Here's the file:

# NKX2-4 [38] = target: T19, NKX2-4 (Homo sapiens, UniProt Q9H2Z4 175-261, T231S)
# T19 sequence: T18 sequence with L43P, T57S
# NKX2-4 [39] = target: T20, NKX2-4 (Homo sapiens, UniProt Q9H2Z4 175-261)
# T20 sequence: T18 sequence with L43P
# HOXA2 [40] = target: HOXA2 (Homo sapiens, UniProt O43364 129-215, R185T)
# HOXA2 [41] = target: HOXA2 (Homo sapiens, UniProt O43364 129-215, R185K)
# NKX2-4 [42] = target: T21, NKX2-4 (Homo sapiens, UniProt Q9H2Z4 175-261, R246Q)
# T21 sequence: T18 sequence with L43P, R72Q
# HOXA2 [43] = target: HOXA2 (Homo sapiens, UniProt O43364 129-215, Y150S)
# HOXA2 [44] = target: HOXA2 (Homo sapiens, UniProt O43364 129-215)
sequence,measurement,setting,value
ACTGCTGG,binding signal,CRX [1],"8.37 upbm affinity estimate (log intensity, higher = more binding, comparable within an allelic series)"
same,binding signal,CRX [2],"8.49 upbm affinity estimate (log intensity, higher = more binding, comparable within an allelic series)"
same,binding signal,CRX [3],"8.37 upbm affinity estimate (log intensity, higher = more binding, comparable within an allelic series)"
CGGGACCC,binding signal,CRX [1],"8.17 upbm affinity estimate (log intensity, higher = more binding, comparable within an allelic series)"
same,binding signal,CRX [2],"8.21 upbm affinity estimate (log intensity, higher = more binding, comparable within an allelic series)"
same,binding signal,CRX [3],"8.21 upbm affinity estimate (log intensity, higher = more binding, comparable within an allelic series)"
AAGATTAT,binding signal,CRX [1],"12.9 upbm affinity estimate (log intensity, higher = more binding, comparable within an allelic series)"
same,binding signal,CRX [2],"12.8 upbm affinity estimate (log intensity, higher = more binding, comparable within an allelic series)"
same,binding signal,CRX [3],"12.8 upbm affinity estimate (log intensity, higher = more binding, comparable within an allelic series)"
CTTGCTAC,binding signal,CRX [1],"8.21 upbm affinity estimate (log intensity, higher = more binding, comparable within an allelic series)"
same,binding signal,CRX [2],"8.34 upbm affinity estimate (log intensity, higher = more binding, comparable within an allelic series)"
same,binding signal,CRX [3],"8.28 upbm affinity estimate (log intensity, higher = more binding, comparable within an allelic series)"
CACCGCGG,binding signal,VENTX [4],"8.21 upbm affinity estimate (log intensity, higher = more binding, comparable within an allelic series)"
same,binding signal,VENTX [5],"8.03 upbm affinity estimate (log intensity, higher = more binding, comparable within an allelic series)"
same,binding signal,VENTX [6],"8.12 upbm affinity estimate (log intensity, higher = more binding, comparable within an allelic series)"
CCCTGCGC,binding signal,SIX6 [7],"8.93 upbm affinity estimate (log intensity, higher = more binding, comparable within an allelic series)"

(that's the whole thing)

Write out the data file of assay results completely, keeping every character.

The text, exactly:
# NKX2-4 [38] = target: T19, NKX2-4 (Homo sapiens, UniProt Q9H2Z4 175-261, T231S)
# T19 sequence: T18 sequence with L43P, T57S
# NKX2-4 [39] = target: T20, NKX2-4 (Homo sapiens, UniProt Q9H2Z4 175-261)
# T20 sequence: T18 sequence with L43P
# HOXA2 [40] = target: HOXA2 (Homo sapiens, UniProt O43364 129-215, R185T)
# HOXA2 [41] = target: HOXA2 (Homo sapiens, UniProt O43364 129-215, R185K)
# NKX2-4 [42] = target: T21, NKX2-4 (Homo sapiens, UniProt Q9H2Z4 175-261, R246Q)
# T21 sequence: T18 sequence with L43P, R72Q
# HOXA2 [43] = target: HOXA2 (Homo sapiens, UniProt O43364 129-215, Y150S)
# HOXA2 [44] = target: HOXA2 (Homo sapiens, UniProt O43364 129-215)
sequence,measurement,setting,value
ACTGCTGG,binding signal,CRX [1],"8.37 upbm affinity estimate (log intensity, higher = more binding, comparable within an allelic series)"
same,binding signal,CRX [2],"8.49 upbm affinity estimate (log intensity, higher = more binding, comparable within an allelic series)"
same,binding signal,CRX [3],"8.37 upbm affinity estimate (log intensity, higher = more binding, comparable within an allelic series)"
CGGGACCC,binding signal,CRX [1],"8.17 upbm affinity estimate (log intensity, higher = more binding, comparable within an allelic series)"
same,binding signal,CRX [2],"8.21 upbm affinity estimate (log intensity, higher = more binding, comparable within an allelic series)"
same,binding signal,CRX [3],"8.21 upbm affinity estimate (log intensity, higher = more binding, comparable within an allelic series)"
AAGATTAT,binding signal,CRX [1],"12.9 upbm affinity estimate (log intensity, higher = more binding, comparable within an allelic series)"
same,binding signal,CRX [2],"12.8 upbm affinity estimate (log intensity, higher = more binding, comparable within an allelic series)"
same,binding signal,CRX [3],"12.8 upbm affinity estimate (log intensity, higher = more binding, comparable within an allelic series)"
CTTGCTAC,binding signal,CRX [1],"8.21 upbm affinity estimate (log intensity, higher = more binding, comparable within an allelic series)"
same,binding signal,CRX [2],"8.34 upbm affinity estimate (log intensity, higher = more binding, comparable within an allelic series)"
same,binding signal,CRX [3],"8.28 upbm affinity estimate (log intensity, higher = more binding, comparable within an allelic series)"
CACCGCGG,binding signal,VENTX [4],"8.21 upbm affinity estimate (log intensity, higher = more binding, comparable within an allelic series)"
same,binding signal,VENTX [5],"8.03 upbm affinity estimate (log intensity, higher = more binding, comparable within an allelic series)"
same,binding signal,VENTX [6],"8.12 upbm affinity estimate (log intensity, higher = more binding, comparable within an allelic series)"
CCCTGCGC,binding signal,SIX6 [7],"8.93 upbm affinity estimate (log intensity, higher = more binding, comparable within an allelic series)"